Revealing the mechanisms behind the fate of plant cells

A better understanding of plant development is needed for scientific progress in many fields, but much remains unknown about the complicated processes that govern the fate of plant cells. With the help of curiosity, thorough knowledge and ground-breaking methods, Stéphanie Robert and her colleagues intend to explore how the intricate interplay between plant cells determines their identity.

Project Grant 2022

Decoding cell fate with positional information

Principal investigator:
Professor Stéphanie Robert

Swedish University of Agricultural Sciences
Peter Marhavy

Umeå University
Stéphane Verger

Linköping University
Eleni Stavrinidou

Uppsala university
Maria Tenje

Swedish University of Agricultural Sciences

Grant in SEK:
SEK 32.2 million over five years

“This field is remarkably captivating and complex, offering insights into life processes across all living organisms.”

This is how Robert describes research in plant development – a field she has dedicated two decades studying.

“Our entire society is based on plants – what we eat, what we wear, how we can mitigate climate change. Studying plant development enables us to contribute to a more sustainable society and to achieving the global targets for sustainable development, for example by helping to create more efficient farming methods, more resilient plants and a shift in global food production,” she says.

Plant cell position critical

Robert is a professor at the Swedish University of Agricultural Sciences, Umeå, and is heading a new project funded by Knut and Alice Wallenberg Foundation. The aim is to reveal how the fate of plant cells is determined by their position in relation to other cells, and how interaction and communication between the cells dictates their identity.

“We believe that positional information, conveyed through signals from neighboring cells, plays a pivotal role in shaping the fate of developing cells. We therefore want to know more about this positional information – which signals are part of cell identity determination; what do they look like and how do they work? These are things we know very little about, so this project is really exciting” she enthuses.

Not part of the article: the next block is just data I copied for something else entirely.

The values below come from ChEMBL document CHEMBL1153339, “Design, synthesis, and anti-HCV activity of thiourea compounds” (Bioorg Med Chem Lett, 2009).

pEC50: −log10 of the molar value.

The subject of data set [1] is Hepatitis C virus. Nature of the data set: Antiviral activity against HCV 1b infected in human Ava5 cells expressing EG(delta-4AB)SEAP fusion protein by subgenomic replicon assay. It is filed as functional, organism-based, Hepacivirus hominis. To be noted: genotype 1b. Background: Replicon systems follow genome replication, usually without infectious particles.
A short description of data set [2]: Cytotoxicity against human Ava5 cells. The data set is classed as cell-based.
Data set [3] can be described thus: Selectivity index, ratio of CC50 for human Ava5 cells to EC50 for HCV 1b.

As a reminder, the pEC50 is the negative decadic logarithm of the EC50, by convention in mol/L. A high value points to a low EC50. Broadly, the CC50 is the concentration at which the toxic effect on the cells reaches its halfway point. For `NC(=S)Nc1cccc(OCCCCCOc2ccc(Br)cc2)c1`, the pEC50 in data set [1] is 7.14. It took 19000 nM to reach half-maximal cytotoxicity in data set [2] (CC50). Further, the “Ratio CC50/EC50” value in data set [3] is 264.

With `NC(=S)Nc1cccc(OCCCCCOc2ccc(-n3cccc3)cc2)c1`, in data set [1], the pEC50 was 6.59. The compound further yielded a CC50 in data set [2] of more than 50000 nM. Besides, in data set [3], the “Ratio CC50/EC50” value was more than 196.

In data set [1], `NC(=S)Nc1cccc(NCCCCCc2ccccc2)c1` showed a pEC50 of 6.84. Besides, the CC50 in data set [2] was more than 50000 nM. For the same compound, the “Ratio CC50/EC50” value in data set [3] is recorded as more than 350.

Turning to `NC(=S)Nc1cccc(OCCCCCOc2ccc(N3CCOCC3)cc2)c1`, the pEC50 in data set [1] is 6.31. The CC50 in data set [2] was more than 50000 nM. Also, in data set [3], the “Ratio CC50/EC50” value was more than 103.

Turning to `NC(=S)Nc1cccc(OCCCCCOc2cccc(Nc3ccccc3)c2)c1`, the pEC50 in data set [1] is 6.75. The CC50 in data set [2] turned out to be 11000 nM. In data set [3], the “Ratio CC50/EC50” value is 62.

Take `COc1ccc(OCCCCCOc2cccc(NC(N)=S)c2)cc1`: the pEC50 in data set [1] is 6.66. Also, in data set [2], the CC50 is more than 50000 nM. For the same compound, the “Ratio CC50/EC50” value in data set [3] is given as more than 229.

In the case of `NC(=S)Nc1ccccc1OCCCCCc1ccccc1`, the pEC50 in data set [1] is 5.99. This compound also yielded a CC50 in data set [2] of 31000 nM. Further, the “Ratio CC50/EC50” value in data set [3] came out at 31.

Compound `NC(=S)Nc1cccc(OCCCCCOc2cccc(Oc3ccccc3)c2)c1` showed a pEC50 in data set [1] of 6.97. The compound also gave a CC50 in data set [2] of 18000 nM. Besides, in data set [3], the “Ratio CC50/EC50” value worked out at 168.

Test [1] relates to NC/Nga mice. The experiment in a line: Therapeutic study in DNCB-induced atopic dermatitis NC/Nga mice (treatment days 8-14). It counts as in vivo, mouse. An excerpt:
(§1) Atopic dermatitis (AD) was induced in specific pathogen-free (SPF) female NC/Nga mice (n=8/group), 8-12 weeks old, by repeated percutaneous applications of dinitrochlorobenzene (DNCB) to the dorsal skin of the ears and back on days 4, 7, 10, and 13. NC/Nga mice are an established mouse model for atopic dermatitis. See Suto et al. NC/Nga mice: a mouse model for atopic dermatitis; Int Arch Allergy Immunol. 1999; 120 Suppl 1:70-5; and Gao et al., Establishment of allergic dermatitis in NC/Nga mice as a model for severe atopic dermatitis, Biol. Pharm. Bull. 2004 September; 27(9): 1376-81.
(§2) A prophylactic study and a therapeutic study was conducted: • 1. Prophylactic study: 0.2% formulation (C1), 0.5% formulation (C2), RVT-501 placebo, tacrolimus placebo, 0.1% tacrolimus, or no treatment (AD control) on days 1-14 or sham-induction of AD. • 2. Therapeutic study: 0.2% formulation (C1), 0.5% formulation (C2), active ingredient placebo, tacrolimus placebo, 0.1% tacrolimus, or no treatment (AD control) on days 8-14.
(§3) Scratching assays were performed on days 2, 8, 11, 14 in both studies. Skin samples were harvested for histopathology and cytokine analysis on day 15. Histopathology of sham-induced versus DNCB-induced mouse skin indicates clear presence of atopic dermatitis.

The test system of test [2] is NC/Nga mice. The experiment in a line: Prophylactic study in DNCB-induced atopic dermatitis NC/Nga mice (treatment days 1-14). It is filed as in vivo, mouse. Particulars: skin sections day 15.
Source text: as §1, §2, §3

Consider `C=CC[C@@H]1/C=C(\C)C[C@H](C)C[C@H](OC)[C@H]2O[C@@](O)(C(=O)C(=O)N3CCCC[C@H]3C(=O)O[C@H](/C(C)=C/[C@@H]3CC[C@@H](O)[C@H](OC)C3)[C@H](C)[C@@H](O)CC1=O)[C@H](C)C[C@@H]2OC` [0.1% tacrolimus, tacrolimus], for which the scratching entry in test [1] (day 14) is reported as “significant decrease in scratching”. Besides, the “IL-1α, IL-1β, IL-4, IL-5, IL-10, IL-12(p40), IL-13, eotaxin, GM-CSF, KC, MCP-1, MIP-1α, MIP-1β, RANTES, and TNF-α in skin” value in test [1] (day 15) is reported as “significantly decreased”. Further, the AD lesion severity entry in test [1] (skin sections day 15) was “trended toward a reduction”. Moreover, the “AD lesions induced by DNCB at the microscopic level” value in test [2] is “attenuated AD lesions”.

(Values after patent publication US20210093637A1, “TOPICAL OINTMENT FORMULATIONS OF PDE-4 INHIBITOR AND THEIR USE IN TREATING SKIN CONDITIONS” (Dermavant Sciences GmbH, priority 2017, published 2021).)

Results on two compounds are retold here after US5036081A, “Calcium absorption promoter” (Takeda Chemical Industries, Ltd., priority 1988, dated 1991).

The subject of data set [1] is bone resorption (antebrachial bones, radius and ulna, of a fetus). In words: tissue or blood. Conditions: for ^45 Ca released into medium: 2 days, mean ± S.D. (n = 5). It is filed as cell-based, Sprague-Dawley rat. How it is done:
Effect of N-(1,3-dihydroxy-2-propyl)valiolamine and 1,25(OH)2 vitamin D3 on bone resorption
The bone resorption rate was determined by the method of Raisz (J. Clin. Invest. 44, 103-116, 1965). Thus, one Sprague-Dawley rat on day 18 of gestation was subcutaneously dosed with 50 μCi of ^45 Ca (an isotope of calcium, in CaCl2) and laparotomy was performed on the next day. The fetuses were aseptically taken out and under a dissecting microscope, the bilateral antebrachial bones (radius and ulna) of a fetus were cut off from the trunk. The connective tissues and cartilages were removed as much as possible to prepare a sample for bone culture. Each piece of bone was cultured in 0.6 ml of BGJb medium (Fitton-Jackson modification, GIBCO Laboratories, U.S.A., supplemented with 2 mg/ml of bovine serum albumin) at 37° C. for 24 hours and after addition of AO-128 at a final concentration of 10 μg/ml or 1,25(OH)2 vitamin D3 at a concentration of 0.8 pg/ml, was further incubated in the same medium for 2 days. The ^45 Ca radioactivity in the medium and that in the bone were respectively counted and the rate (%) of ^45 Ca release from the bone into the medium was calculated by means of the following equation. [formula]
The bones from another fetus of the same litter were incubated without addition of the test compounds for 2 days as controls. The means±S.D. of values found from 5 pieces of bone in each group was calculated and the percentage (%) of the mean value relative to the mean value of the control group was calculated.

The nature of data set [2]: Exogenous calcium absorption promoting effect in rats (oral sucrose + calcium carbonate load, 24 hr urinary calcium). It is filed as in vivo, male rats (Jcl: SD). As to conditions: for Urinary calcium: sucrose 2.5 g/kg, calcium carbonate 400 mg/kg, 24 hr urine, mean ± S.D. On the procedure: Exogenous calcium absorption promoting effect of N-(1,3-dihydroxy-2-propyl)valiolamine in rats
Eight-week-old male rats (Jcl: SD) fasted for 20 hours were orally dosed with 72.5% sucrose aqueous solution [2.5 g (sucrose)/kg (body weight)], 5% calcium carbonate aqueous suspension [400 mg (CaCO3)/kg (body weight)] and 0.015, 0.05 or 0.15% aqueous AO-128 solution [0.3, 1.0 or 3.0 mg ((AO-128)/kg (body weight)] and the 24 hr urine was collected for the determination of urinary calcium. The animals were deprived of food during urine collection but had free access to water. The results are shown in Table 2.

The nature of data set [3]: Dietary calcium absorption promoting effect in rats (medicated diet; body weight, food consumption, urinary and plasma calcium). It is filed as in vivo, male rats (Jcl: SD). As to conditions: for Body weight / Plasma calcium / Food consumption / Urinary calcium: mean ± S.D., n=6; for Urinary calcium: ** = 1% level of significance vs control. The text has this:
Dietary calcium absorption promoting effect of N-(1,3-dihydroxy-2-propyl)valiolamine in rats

The types of signal from the cells vary, and may consist of electrical, chemical or mechanical stimuli. The researchers are studying these phenomena in depth using root hair cells and non-hair cells from thale cress (Arabidopsis thaliana), a common model plant that has been found to be well-suited for the study of plant development processes. The researchers will be modulating different stimuli on the cells in the hope of learning more about the factors controlling their fate determination.

Ground-breaking research with microchips

The researchers aim to be the first to develop an artificial model of an Arabidopsis thaliana root on a microchip – a “plant-on-a-chip.” The method has previously been used to study human organs, but has never before been used to investigate plant biology.

“Using plant-on-a-chip gives a huge boost to plant development research, since it makes it much easier to examine and modify cells. We don’t know if we’ll achieve all our goals, but every step we take will be important. We have good prospects of raising Sweden’s profile in this field,” Robert says.

Key strategic know-how

Robert stresses that Sweden, with its huge tracts of forests and in key associated industries, is a particularly good country in which to study plant development and is internationally very attractive for performing plant research. She hopes the project will yield valuable knowledge about plant development, and ultimately create major benefits for society. Among other things, she believes that the knowledge will represent a valuable piece of the puzzle in developing more resilient trees and crops, better able to cope with climate change.

“Research on plant development provides vital long-term know-how and involves exploring various scientific disciplines, such as genetics, molecular biology, biochemistry and physiology. It gives us the opportunity to make ground-breaking discoveries, and helps us to gain a broader understanding of life processes, since many of those discoveries can also be used in other research fields,” she explains.

Benefiting from a broad range of skills

She thinks one of the main strengths of the project is that the team is made up of researchers from a broad range of backgrounds.

“The funding has enabled us to create a unique collaboration with a fantastic team. There’s a truly broad range of skills that have never been brought together before. This may help us to find the answers to new questions, and is a factor that I think gives the project a very good chance of succeeding,” Robert says.

Text Ulrika Ernström
Translation Maxwell Arding
Photo Johan Gunséus